Address By Seamus Brennan T.D. Minister For Social Affairs - Being A Father At Christmas


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Speech By
The Minister For Social And Family Affairs
Séamus Brennan T.D.
At The Conference Entitled
"Being A Father At Christmas"
Organised By Amen
Plaza Hotel, Tallaght
9th December, 2004

Ladies and gentlemen

It gives me great pleasure to be here today to formally open this Conference "Being a Father at Christmas" being organised by AMEN. I would like to thank AMEN and in particular Mary Cleary for their invitation.

The theme of the Conference - "Being a Father at Christmas" - is in every sense timely. All around us we can see that the celebration of Christmas is well underway. It is a time that generates many and varied emotions. Primarily, Christmas is a time for families, a time when children take centre stage and a time when fathers and mothers, sons and daughters will travel thousands of miles to be reunited as a family.

As many of you here today know all too well from personal experience, Christmas is a particularly difficult time for fathers who, for whatever reason, are unable to see their children or gain access to them. If these fathers can get to see and meet their children it is often in restricted circumstances. One can only image the emotions that swirl around for these fathers at Christmas. You have hope mingling with regret. Memories of happier times clouded by the events or circumstances that led eventually to this unfortunate situation.

I did not come here today with a Santa bag of solutions. This is the real world and the issues involved are complex and emotive. It will take time, patience, honesty and solid and sensible reforms. The Department of Social Affairs will play its part in this process.

Yesterday, in the Dáil, I spoke about the role of the Department and of the need for it to regularly monitor the pulse of our changing society and to be in a position to respond to those changes.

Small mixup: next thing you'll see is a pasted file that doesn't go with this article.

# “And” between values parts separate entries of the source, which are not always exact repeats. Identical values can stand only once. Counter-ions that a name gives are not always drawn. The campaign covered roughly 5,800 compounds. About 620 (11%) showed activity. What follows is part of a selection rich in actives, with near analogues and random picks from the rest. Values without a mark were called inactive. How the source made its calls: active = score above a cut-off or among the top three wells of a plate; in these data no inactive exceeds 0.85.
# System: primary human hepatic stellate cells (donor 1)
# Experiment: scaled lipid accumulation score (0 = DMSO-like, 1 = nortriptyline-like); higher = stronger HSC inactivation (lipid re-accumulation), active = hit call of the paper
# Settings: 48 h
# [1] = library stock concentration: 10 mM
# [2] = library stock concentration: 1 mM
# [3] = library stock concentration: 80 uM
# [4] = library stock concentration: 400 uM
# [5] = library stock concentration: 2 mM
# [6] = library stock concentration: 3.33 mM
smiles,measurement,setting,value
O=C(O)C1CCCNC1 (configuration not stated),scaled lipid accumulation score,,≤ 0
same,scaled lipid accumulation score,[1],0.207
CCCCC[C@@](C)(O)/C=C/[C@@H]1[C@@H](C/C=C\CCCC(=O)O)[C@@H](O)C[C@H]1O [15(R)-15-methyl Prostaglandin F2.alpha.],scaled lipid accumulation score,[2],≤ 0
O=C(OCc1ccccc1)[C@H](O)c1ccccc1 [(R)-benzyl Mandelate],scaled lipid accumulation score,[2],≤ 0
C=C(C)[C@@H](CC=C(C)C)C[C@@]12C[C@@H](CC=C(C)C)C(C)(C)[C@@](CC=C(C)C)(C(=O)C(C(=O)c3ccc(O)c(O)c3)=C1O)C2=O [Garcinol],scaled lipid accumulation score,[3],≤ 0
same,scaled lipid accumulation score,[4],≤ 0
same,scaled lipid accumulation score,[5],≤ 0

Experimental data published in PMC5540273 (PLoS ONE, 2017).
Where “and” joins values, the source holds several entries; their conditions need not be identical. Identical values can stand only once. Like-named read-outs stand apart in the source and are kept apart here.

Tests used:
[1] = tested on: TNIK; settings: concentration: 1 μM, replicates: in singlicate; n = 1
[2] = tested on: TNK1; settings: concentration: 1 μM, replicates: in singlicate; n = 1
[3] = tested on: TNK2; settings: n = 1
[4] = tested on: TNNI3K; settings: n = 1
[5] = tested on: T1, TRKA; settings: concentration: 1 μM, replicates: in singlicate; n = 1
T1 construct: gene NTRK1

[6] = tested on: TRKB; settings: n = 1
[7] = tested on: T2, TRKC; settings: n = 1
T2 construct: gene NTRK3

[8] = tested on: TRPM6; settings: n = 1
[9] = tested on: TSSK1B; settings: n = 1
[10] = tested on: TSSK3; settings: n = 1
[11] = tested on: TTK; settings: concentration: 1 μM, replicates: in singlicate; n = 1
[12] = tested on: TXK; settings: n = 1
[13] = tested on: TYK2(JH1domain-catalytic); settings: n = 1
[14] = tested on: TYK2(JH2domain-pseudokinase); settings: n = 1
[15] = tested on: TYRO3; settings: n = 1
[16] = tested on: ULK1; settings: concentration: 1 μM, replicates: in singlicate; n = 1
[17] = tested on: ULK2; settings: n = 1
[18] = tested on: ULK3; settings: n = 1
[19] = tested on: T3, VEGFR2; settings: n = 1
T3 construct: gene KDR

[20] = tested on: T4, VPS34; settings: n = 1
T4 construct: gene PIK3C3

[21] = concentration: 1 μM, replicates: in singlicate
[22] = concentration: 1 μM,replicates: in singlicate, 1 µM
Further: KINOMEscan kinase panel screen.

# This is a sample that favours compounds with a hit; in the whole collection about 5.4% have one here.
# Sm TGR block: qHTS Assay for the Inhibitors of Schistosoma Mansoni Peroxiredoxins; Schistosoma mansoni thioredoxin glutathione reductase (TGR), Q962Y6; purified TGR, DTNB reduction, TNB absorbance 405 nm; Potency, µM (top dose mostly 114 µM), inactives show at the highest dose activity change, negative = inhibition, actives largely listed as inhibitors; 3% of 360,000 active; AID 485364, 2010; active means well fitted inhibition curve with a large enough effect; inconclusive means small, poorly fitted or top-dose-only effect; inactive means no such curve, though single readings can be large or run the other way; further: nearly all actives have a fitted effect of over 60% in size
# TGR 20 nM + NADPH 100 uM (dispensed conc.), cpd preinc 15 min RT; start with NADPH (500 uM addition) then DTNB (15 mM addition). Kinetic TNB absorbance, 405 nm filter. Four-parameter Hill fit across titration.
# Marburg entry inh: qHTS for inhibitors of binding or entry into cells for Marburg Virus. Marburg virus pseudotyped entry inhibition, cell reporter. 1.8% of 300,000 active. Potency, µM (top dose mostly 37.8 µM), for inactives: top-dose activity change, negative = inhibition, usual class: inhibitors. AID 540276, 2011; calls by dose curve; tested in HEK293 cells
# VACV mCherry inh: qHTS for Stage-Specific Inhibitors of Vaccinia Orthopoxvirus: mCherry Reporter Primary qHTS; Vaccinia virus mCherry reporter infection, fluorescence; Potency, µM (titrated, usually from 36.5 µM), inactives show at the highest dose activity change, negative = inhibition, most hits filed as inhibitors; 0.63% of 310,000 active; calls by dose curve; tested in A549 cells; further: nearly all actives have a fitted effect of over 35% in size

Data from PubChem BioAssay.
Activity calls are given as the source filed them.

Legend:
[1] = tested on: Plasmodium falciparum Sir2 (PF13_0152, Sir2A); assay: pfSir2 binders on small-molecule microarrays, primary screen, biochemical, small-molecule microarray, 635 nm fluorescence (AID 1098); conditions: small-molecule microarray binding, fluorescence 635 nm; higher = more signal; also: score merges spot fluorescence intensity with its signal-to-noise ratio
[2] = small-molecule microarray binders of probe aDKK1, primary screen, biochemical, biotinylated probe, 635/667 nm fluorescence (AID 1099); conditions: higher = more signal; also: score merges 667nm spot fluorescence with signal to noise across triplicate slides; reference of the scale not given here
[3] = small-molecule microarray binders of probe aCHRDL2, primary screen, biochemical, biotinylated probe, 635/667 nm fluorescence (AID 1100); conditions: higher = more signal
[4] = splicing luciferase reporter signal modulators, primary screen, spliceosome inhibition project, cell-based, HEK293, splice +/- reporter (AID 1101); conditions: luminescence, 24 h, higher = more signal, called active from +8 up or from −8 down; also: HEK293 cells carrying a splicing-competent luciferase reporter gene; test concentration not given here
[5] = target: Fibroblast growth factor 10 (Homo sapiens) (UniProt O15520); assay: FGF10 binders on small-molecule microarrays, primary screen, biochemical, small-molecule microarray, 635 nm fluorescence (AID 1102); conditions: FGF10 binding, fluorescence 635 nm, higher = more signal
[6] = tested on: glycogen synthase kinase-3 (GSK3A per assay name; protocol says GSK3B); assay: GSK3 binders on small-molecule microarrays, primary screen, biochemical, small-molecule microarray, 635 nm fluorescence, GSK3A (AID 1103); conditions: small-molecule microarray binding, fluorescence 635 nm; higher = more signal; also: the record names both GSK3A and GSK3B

My approach as Minister is to encourage the delivery of a social and welfare system that is shaped to meet the needs of the individual, rather than being guided by rules and regulations that can sometimes blur the real purpose. What it means in simple terms is that one-size welfare does not fit all.

On the changing role of fathers, I am sure many of you will be familiar with the recent launch of the Report "Strengthening Families through Fathers" which was commissioned under the Families Research Programme administered by my Department. I said at the launch of this publication that we should be re-examining our attitudes to fathers and their role in the family.

The research study showed that men need to be directly included in the assessments of their capabilities as fathers unless there were very good reasons to exclude them. It was found that, typically, younger fatherhood was unplanned. However, this certainly does not mean that it is always unwanted. Indeed, it was shown that most of the men featured in the study were delighted when they found out they were going to be fathers.

Another interesting point to emerge from the study was the obstacles that some of the younger fathers had to overcome in order to remain involved, obstacles that were placed in front of them by family and professional agencies.

As I have stated, this outlook needs to change. We should be putting in place means by which young men are encouraged to get involved with their partner and child, not deterrents to prevent them becoming a part of their child's life.

A large sample of the men who took part in the research spoke of the exclusion they felt by the family law system, which they saw as sexist and anti-father. They said that for them this has led to very restrictive access for these fathers to their children which in turn threatens the relationships they have with their children. The children in these cases spoke honestly of their desire to have relationships with their fathers.